Sundays are for hours spent sitting with people you love over coffees and cakes and then perhaps beers. They’re for talking out what you did last week, what you’re going to do this week.
So that’s what we did yesterday. We headed into Sheffield for the day with every intention of sitting over steaming hot coffee and I knew just the place I wanted to go to have it.
Whenever we live somewhere I become mildly obsessed with finding “the best” of something. In Korea it was the best craft beer, in Australia, the best views of the city. It would seem my obsession in Sheffield is coffee shops.
I did what all good Millenials do when they want to find something out, I reached out to people on Twitter.
— Laura Bronner (@collectlabels) January 15, 2016
I was overwhelmed by all the responses from Sheffield’s coffee drinkers. I now have an extensive list of cafes to sample over the next few weeks. I looked them all up and picked a favorite for this weekend, Marmadukes. Partly because of how centrally located it is and partly because I loved the name.
It was such a cold day. It had snowed the night before and bitter temperatures had finally arrived. Marmadukes’ windows were steamed up. I snapped a few photos, a struggle in mittens, and headed into the warmth.
We had to wait a few minutes for a seat. There were two other couples in front of us waiting for a table. The staff were wildly attentive and we were seated after a few minutes. Up the stairs, past the Spanish tile to the top floor, a small table by the window.
There was a low buzz about the room. Every distressed wooden bench was taken, all the tall metal stools occupied. Industrial lights hung from exposed metal piping. You could see into another room where a woman was measuring out butter. One stick, two, three, then four. She put it all into a saucepan and disappeared from my view.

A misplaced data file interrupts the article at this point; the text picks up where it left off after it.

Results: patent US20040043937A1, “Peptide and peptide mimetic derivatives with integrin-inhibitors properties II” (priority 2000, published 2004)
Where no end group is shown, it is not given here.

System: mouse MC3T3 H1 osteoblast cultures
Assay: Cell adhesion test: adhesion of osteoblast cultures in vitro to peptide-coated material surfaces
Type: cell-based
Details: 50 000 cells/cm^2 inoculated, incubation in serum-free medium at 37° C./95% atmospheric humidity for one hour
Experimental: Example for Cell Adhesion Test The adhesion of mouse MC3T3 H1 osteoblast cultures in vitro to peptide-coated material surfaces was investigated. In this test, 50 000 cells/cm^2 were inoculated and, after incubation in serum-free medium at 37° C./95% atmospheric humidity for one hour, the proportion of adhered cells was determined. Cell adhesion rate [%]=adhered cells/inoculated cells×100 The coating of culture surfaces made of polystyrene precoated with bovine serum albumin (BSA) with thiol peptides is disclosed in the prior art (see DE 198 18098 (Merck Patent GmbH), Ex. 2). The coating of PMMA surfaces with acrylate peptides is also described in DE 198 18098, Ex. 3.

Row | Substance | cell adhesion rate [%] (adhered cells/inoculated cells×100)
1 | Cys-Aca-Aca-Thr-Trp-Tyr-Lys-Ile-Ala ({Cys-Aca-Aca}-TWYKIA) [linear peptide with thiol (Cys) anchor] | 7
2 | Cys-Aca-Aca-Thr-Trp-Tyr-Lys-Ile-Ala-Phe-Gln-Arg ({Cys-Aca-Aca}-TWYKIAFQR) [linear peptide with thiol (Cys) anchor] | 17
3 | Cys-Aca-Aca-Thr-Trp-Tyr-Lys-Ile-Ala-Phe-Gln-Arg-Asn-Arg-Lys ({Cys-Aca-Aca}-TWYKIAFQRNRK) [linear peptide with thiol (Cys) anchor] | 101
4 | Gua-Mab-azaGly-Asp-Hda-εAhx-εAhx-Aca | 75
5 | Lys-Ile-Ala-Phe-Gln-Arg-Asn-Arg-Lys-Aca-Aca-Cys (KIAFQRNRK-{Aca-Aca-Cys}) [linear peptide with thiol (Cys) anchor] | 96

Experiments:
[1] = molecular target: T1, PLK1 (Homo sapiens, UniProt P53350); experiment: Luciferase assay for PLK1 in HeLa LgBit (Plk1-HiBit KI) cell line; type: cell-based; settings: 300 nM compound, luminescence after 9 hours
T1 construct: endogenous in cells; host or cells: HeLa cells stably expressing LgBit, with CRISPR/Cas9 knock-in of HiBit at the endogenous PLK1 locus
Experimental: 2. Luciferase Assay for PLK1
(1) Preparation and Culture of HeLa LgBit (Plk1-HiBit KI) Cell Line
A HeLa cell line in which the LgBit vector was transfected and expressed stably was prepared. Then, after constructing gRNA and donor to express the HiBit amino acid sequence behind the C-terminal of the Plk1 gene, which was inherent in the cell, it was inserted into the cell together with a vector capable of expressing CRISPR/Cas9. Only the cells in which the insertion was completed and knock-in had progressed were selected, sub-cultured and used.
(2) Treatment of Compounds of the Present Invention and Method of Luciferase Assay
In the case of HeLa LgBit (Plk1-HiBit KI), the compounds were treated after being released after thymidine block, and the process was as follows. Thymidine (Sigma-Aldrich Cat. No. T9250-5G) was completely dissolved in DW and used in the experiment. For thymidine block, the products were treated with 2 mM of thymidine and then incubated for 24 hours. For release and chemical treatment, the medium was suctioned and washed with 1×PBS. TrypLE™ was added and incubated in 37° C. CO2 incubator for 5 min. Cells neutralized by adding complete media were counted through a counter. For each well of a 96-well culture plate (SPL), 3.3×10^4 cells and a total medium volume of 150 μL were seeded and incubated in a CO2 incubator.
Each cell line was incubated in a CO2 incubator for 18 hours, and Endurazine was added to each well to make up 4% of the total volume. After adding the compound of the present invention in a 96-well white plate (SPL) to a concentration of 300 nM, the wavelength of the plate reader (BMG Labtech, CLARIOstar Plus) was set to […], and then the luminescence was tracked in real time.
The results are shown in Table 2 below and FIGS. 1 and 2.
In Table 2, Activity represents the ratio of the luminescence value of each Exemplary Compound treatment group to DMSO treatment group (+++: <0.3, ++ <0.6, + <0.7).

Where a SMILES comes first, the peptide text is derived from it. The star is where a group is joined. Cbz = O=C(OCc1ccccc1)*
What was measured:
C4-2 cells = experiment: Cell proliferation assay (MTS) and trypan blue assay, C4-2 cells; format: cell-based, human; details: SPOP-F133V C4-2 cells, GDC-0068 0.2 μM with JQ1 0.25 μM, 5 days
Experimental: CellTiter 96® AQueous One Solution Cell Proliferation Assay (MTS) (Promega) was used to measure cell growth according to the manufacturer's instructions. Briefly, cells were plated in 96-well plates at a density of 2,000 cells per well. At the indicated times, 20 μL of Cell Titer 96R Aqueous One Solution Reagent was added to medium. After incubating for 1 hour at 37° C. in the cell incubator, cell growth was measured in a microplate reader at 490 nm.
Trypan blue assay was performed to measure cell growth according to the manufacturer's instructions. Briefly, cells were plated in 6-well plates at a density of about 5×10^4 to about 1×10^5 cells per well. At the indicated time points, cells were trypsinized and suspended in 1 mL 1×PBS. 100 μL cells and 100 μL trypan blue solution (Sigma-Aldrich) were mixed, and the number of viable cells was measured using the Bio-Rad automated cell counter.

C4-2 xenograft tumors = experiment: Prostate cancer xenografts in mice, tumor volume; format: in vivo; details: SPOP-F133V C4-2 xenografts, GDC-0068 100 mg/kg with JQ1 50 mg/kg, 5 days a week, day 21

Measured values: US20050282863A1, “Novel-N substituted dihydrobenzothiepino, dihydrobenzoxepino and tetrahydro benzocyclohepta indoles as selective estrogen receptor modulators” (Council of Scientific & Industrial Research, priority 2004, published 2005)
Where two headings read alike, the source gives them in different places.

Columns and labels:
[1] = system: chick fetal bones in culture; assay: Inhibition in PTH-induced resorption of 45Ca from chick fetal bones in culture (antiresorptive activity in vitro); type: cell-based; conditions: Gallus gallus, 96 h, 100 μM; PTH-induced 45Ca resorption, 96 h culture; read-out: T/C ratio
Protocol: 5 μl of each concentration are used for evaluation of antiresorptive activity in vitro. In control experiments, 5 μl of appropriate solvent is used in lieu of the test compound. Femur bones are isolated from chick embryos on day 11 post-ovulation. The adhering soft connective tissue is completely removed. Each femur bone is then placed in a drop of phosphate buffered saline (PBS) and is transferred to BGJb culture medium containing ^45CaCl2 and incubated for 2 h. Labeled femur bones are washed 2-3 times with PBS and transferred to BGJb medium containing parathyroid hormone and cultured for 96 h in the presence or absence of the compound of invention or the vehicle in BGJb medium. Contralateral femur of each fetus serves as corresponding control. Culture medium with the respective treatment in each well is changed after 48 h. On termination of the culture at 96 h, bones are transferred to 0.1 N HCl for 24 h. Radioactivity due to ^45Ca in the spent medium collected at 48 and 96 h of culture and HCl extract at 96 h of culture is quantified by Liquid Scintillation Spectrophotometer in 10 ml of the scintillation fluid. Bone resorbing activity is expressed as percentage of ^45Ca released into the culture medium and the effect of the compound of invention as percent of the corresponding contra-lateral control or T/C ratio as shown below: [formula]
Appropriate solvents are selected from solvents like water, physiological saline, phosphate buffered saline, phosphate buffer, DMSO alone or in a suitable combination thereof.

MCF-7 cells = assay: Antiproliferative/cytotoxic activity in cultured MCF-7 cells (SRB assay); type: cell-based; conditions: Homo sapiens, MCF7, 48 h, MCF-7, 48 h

We checked out the menu, brown paper on a wooden clipboard. The brunch list was extensive, pancakes, a full English, organic porridge, but we were here for one thing: the coffee.
I’d read online about their Aeropress and Kalita Wave style coffees. They’re simply different methods of brewing, but I was intrigued, I’d never even heard of either of them.
I asked the barista, “what’s the difference?”
He explained the different methods and how they change the flavor of the coffee.
“Which one do you recommend?”
“I recommend them both, otherwise I wouldn’t sell them”.
We ordered one of each.
They brought the coffees on their own little wooden trays. It reminded me of the way they serve soba noodles in Japan. The coffee was in a metal pour jug. In true attention to detail, they gave us each a large mug and a small mug so that we could sample each other’s coffee.
I had the Aeropress. Luke poured me a small cup of the Kalita Wave. The smell of the coffee was so strong. I wondered briefly whether we should have ordered some milk on the side.
Luke summed it up perfectly, “with the Aeropress, you get a bang of flavor at the start and then it mellows. With the Kalita Wave you get a mellow start and a strong finish”.
The same beans, but two different ways of brewing them. I preferred the Kalita Wave coffee. It was nutty and bold, yet easy to drink black. Luke liked the Aeropress for its sweetness and strong coffee kick.
We headed back down the creaky wooden steps into the front of the cafe. The smell of coffee, the sounds of beans grinding and milk whirring, the sight of all of the cakes and slices and flapjacks, we smiled and said goodbye. It was time to head back out into the cold.